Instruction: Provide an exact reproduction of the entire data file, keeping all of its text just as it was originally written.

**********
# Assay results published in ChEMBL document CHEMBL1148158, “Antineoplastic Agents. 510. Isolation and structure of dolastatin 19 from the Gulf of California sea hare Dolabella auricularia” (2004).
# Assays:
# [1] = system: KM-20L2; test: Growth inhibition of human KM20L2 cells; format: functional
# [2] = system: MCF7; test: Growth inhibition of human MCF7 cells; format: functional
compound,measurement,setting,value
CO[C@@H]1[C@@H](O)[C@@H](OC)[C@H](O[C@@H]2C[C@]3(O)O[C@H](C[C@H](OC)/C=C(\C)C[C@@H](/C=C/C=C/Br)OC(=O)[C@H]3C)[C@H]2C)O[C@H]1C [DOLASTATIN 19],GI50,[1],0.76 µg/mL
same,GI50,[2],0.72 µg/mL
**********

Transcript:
# Assay results published in ChEMBL document CHEMBL1148158, “Antineoplastic Agents. 510. Isolation and structure of dolastatin 19 from the Gulf of California sea hare Dolabella auricularia” (2004).
# Assays:
# [1] = system: KM-20L2; test: Growth inhibition of human KM20L2 cells; format: functional
# [2] = system: MCF7; test: Growth inhibition of human MCF7 cells; format: functional
compound,measurement,setting,value
CO[C@@H]1[C@@H](O)[C@@H](OC)[C@H](O[C@@H]2C[C@]3(O)O[C@H](C[C@H](OC)/C=C(\C)C[C@@H](/C=C/C=C/Br)OC(=O)[C@H]3C)[C@H]2C)O[C@H]1C [DOLASTATIN 19],GI50,[1],0.76 µg/mL
same,GI50,[2],0.72 µg/mL